Diet Pills are Dangerous. What You Can Do as a Parent.


Children's Hospital Los Angeles RN Remedies Gloria VerretWhen I was a child, I remember my mom being concerned about her weight after having 6 children. I also remember how moody and irritable she became at one time when she was taking diet pills. Although I was too young to know why, my older siblings called her diet pills “grouchy pills.” She lost weight initially with those pills, but she stopped taking them when she realized her children had noticed the change in her behavior and she did not like feeling irritable. I also remember taking diet pills when I was a teenager and I too stopped taking them when I found myself unable to sleep well and grinding my teeth at night. I realized the price was too steep for the “benefits” of a quick fix.

Diet pills are not a new thing and the desire to be “thin” is not a new thing either. But despite not being new and being known as dangerous, they are still popular and gaining in popularity. In fact one study at the University of Minnesota found that teenage use of diet pills has doubled recently.

I decided to just try a popular search engine to see what would come up for “diet pills.” The first and only ten that popped up included “that really work,” “that really work fast,” “that work,” “that work fast,” and “for women.” I also noticed a popular talk show host MD being taken to task for promoting effective and safe diet pills. People, especially women and teenage girls, feel so much pressure to be thin that $40 billion dollars a year are spent on weight loss products that have no proven benefit. So I looked further to find out what doctors in reputable sites and the government based health sites are saying.

What health organizations say about diet pills

Teens especially feel pressured to be “thin” and have resorted to Internet sources, over-the -counter diet pills, laxatives and even classmates’ medications such as Ritalin to find stimulants and appetite suppressants.

National Institutes of Health

The National Institutes of Health warn that appetite suppression, starvation diets and use of laxatives lead to water and weight loss and the weight comes back when normal eating is resumed. They also warn that pills, powders and herbs promising a quick and easy fix are frauds and really are too good to be true. Pills that speed up the metabolism and suppress the appetite are risky and can lead to high blood pressure, fast heart rate and lung and heart problems. Some other possible side effects are:

  • Bloating
  • Diarrhea
  • Insomnia
  • Gas
  • Oily stools

Some diet pills are not safe for teenagers because they have powerful stimulant effects and are addictive. They can have serious effects on health.

Food and Drug Administration

The Food and Drug Administration says many diet pills are not even legal, even ones you can find on store shelves. Many diet pill products can be tainted, contaminated or contact stimulates, which can cause major health problems or death. Experts at the FDA tested some of the diet products and found 70 percent of them to be tainted with controlled substances, seizure medications, prescription drugs and drugs not approved in the U.S. Other warnings from the FDA include:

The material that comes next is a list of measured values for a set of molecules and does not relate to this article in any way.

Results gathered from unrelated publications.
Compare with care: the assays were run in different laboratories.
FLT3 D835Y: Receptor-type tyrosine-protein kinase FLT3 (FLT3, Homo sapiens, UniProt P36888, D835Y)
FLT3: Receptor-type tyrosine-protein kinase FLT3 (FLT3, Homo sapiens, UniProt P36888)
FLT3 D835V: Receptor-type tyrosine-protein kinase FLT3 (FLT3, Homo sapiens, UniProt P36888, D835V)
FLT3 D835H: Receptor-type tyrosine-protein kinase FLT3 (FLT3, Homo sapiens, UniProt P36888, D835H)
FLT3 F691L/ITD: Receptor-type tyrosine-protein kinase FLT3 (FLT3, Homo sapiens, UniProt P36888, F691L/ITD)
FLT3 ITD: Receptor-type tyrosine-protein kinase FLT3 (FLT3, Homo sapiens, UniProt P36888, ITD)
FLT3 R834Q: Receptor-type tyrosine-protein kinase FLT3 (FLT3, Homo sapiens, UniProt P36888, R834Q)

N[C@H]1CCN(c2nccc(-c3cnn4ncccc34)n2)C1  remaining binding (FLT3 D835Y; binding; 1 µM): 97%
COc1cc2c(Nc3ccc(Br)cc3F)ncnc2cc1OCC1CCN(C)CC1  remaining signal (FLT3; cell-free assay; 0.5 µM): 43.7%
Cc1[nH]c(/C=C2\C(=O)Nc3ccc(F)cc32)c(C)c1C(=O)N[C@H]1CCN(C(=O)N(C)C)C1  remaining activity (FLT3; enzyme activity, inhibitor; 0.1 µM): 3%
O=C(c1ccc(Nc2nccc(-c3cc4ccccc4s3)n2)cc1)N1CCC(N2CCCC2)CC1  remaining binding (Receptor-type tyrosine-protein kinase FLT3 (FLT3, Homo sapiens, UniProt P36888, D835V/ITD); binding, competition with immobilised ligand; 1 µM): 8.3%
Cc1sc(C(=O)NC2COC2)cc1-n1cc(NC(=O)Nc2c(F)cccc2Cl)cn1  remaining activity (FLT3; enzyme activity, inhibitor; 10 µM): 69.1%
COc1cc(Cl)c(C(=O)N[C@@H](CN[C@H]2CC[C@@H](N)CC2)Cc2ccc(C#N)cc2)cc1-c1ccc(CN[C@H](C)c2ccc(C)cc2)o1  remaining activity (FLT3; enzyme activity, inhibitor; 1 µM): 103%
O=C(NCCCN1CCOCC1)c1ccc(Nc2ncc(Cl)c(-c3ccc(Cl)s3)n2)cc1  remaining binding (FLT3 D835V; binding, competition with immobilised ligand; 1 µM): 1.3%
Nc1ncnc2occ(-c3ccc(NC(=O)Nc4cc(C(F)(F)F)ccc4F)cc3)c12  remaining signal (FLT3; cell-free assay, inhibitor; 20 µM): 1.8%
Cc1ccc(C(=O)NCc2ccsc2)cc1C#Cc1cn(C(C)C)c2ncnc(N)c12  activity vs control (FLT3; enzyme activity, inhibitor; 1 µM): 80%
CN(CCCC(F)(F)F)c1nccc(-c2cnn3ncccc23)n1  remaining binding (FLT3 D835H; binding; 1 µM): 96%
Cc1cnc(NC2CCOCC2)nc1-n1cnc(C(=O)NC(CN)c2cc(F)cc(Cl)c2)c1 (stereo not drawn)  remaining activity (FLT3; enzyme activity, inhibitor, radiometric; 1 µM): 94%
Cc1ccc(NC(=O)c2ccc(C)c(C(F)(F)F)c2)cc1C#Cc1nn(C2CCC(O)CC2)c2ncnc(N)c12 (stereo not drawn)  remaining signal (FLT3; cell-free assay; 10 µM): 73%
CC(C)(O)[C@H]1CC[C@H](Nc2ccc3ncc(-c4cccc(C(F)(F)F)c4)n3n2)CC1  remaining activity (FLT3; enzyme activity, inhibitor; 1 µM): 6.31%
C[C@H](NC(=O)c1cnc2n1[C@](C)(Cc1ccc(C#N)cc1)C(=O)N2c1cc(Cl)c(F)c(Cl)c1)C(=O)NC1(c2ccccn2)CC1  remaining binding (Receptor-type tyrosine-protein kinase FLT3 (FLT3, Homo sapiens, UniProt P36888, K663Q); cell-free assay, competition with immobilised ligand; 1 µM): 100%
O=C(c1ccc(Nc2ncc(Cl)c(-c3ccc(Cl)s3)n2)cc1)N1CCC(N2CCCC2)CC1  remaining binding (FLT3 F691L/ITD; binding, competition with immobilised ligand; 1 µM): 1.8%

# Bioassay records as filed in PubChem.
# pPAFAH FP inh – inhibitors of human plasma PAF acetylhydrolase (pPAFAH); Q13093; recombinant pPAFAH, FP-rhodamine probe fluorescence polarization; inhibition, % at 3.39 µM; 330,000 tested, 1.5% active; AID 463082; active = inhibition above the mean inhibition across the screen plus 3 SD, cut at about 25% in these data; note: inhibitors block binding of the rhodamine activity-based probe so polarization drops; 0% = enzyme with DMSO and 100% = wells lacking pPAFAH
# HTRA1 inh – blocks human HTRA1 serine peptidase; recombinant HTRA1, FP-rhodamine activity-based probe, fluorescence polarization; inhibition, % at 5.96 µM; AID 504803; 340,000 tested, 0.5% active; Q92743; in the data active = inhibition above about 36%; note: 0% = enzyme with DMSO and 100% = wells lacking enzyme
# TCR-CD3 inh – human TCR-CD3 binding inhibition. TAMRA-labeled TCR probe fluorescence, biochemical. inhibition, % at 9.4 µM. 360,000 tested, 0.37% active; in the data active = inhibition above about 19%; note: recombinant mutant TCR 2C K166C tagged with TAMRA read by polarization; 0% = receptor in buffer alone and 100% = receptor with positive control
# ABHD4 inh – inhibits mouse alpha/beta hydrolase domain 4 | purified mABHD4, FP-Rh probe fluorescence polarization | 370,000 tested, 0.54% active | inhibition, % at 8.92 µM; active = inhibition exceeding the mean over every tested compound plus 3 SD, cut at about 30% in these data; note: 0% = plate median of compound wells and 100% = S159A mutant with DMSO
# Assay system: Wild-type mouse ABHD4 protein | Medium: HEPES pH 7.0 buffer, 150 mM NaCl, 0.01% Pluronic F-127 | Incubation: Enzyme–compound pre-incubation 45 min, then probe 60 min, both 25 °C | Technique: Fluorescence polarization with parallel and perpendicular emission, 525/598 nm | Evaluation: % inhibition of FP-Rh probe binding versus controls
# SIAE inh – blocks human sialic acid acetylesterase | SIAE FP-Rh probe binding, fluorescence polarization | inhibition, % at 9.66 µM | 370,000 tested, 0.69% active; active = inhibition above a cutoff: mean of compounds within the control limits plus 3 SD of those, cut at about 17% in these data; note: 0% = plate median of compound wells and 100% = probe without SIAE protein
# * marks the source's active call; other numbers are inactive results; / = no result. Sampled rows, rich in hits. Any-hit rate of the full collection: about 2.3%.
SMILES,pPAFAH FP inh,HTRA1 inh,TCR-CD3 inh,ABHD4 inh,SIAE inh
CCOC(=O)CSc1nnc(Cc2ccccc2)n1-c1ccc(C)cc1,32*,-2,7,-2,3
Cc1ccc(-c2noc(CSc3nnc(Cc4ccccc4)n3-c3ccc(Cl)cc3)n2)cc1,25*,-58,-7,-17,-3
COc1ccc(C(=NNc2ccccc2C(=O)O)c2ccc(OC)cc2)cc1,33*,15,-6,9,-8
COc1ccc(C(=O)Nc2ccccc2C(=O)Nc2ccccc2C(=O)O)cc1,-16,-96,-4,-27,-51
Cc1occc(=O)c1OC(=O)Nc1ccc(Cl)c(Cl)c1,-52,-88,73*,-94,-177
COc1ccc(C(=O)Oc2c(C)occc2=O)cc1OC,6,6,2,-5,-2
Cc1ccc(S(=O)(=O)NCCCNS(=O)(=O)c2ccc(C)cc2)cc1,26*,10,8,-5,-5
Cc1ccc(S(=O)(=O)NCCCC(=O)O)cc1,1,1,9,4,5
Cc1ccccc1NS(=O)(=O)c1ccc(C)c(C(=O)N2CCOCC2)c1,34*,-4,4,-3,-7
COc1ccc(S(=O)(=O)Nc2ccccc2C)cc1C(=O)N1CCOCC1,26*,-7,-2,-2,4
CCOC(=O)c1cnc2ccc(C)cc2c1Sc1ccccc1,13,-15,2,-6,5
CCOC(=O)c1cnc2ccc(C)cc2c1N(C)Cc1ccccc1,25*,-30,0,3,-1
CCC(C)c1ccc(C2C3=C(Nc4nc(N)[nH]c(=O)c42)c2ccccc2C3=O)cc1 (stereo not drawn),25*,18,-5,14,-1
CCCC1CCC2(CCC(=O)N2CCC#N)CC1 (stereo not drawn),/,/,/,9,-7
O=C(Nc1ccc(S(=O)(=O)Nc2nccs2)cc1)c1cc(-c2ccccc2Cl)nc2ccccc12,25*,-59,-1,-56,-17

• Pills labeled “all natural” are often not natural at all.
  • Do not believe statements such as “guaranteed” or “scientific breakthrough.”
  • The FDA does not approve dietary supplements and can only publish public notifications and warnings.

A healthy weight without diet pills

In terms of losing weight, there is no magic pill. At CHLA, we encourage parents to help their children (e.g. young children, adolescents and teens) lead healthy lifestyles with tips on healthy eating and staying active. The Kids N Fitness© Program at CHLA is a great (and free) resource for families of overweight and obese children ages 8-16. The program, which is part of the hospital’s EMPOWER Weight Management Clinic is designed for the whole family and teaches on:

  • Understanding food labels
  • Healthy goal setting
  • Healthy cooking tips and more

teen-girl-with-drSpeak with your child’s doctor if there are concerns about weight and health. They will provide guidance on healthy foods and programs. Before starting any weight loss program for your child, check with their doctor first. If you’re not in the Los Angeles area, there are online resources provided by the FDA and United States Drug Administration (USDA) for healthy eating and weight management.

What to do if your child is using diet pills

If you find your teen is using any kind of diet pills or powders, it is important to get your child off the pills or power as soon as possible.  It may require the help of a doctor, so consult with your child’s physician to assess the health risk level of your teenager. For teenagers as well as adults, the safest and most natural way to be healthy and have a healthy body weight is to maintain a healthy diet and exercise regularly. Your pediatrician can help with this. Your role as a parent is helping your child stay on track and encourage a healthy lifestyle.